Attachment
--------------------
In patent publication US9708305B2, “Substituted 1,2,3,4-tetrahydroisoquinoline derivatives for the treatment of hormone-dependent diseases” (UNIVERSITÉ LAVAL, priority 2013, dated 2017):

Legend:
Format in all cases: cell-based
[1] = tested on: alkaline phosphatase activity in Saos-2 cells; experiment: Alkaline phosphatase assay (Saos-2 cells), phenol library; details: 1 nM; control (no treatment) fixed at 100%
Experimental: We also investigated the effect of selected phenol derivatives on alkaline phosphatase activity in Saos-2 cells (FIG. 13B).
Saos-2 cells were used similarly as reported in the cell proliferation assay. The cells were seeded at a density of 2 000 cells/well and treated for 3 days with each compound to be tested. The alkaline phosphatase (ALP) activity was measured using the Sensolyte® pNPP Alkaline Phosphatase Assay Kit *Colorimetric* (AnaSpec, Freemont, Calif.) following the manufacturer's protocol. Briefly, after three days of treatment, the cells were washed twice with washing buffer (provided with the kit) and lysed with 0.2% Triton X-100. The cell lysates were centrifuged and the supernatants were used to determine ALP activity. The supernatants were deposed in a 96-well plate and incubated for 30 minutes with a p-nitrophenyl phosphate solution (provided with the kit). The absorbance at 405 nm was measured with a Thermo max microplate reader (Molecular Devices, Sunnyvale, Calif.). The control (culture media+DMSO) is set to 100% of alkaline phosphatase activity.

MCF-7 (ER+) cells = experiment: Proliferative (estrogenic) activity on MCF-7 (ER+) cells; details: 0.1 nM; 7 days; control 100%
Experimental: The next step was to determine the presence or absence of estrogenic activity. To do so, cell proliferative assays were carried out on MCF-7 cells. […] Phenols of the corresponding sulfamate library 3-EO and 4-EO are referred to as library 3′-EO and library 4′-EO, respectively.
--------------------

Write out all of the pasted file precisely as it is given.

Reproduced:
In patent publication US9708305B2, “Substituted 1,2,3,4-tetrahydroisoquinoline derivatives for the treatment of hormone-dependent diseases” (UNIVERSITÉ LAVAL, priority 2013, dated 2017):

Legend:
Format in all cases: cell-based
[1] = tested on: alkaline phosphatase activity in Saos-2 cells; experiment: Alkaline phosphatase assay (Saos-2 cells), phenol library; details: 1 nM; control (no treatment) fixed at 100%
Experimental: We also investigated the effect of selected phenol derivatives on alkaline phosphatase activity in Saos-2 cells (FIG. 13B).
Saos-2 cells were used similarly as reported in the cell proliferation assay. The cells were seeded at a density of 2 000 cells/well and treated for 3 days with each compound to be tested. The alkaline phosphatase (ALP) activity was measured using the Sensolyte® pNPP Alkaline Phosphatase Assay Kit *Colorimetric* (AnaSpec, Freemont, Calif.) following the manufacturer's protocol. Briefly, after three days of treatment, the cells were washed twice with washing buffer (provided with the kit) and lysed with 0.2% Triton X-100. The cell lysates were centrifuged and the supernatants were used to determine ALP activity. The supernatants were deposed in a 96-well plate and incubated for 30 minutes with a p-nitrophenyl phosphate solution (provided with the kit). The absorbance at 405 nm was measured with a Thermo max microplate reader (Molecular Devices, Sunnyvale, Calif.). The control (culture media+DMSO) is set to 100% of alkaline phosphatase activity.

MCF-7 (ER+) cells = experiment: Proliferative (estrogenic) activity on MCF-7 (ER+) cells; details: 0.1 nM; 7 days; control 100%
Experimental: The next step was to determine the presence or absence of estrogenic activity. To do so, cell proliferative assays were carried out on MCF-7 cells. […] Phenols of the corresponding sulfamate library 3-EO and 4-EO are referred to as library 3′-EO and library 4′-EO, respectively.